So, before we get to that, first, let me show you some simple ways to reduce CPU usage on your Mac. Head to the next step to find out how.

How to reduce CPU usage 

1. Check your browser plug-ins

It's worth checking which plug-ins you have installed on Chrome. Removing any you no longer need will definitely help ease the burden on your CPU. Here's how:

  1. Open the browser and select the main Chrome menu.

  2. Select Settings > Extensions.

  3. Here, you'll see all of your installed extensions. You can either choose to toggle them off or completely remove them.

Chrome Extensions

2. Update your Mac

Is your Mac up-to-date? CPU issues can often be solved with a quick update, so before we go on, select the main Apple menu, select System Settings > General, and press the Software Update button to see if you're running the latest macOS.

System Preferences - Software Update

3. Check for heavy-consuming applications

Chrome might be the obvious heavy-consuming application, but plenty of other apps and processes run quietly in the background. Identifying and closing them down is a great way to give your Mac some breathing room.

Here's how to check for heavy consumers with Activity Monitor:

  1. Open Finder > Applications > Utilities > Activity Monitor.

  2. Select the CPU tab and browse toward the top of the list.

  3. Select a process or app, then press the X button to close it down.

Activity Monitor Menu

Activity Monitor isn't for everyone, especially if you're not 100% sure what you're looking at. A much easier way to check for heavy consumers is with the app I mentioned a little earlier in the article, CleanMyMac X. Here's how:

  • Launch the tool and select Optimization from the sidebar.
  • Press View All Items.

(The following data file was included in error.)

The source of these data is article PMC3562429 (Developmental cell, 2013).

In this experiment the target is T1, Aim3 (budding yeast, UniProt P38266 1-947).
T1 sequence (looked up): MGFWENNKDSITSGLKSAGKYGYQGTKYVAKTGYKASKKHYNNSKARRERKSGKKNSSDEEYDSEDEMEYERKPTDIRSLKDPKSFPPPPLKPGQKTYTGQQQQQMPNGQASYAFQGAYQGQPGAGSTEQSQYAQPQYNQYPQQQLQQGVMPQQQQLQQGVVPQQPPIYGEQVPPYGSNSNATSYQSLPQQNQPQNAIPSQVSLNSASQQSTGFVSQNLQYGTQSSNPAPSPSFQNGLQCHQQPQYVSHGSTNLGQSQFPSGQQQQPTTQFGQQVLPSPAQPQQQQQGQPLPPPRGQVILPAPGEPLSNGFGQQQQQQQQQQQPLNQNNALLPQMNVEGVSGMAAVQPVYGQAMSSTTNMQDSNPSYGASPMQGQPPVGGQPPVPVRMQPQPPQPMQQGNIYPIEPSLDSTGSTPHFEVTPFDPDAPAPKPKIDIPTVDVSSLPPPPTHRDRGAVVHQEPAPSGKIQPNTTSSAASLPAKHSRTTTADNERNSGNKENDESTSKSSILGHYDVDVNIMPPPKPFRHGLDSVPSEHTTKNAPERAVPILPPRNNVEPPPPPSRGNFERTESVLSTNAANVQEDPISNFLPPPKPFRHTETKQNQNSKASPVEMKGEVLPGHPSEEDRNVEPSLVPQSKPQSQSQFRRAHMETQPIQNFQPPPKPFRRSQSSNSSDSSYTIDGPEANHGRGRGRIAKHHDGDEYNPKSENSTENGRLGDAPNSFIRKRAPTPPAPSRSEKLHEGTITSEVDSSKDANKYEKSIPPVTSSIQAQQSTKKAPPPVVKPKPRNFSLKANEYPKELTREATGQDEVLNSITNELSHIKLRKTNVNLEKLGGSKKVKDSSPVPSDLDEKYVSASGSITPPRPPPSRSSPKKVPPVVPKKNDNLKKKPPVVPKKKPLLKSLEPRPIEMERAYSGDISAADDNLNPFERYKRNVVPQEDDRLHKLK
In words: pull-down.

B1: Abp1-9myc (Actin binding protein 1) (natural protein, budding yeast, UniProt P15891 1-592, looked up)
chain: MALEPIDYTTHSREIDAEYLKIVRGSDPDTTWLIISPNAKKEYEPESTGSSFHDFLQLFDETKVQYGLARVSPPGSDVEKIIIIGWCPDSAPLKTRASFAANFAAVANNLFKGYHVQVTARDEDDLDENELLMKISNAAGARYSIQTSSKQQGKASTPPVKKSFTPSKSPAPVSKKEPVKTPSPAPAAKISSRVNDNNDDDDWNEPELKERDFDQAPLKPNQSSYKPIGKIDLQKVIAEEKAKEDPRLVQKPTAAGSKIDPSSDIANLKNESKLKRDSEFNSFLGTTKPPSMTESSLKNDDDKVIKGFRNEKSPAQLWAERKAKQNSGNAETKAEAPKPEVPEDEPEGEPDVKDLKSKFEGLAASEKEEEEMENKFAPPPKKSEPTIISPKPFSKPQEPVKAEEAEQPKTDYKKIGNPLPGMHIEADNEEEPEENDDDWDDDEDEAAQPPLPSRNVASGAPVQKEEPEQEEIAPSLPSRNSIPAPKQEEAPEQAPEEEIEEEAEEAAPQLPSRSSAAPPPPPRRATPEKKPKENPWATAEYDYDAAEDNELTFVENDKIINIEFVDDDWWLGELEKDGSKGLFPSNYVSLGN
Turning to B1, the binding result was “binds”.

• Select Heavy Consumers to instantly see which apps are weighing your Mac down and follow the on-screen instructions to close them.

CleanMyMac X - heavy consumers

4. Declutter your Desktop

Another simple way to reduce CPU usage on your Mac is to tidy up and declutter your desktop. Forgotten files soon build up over time.

Move any unneeded items to your Trash, and don't forget to empty it afterward.

Tip: Another nasty issue users discuss online is Chrome being slow. If you've experienced this, it's time to take some action. Here are the fixes you can try to get it back to optimal performance.

5. Disable Google Chrome Helper Renderer 

So, if the above tips didn't fully solve your high CPU issue, then you can, of course, try disabling Google Chrome Helper. Here's how:

  1. Open Chrome, select the three-dot menu top right, and choose Settings > Privacy and Security > Site Settings > Advanced Settings.

  2. Locate Additional Permissions > Unsandboxed plug-in access.

  3. Toggle the slider off to disable Google Chrome helper.

Google Chrome Helper Renderer

You can always reverse this by toggling the slider back into the on position. These steps would work for older Chrome versions. 

For newer versions, simply reset settings to default. To do it:

  • Open Chrome, select the three-dot menu top right, and choose Settings.
  • Navigate to Reset Settings and follow the on-screen instructions.

 Reset Settings window

So, now you're no longer wondering what the Google Chrome Helper Renderer process is, and your Mac should be running much smoother, too.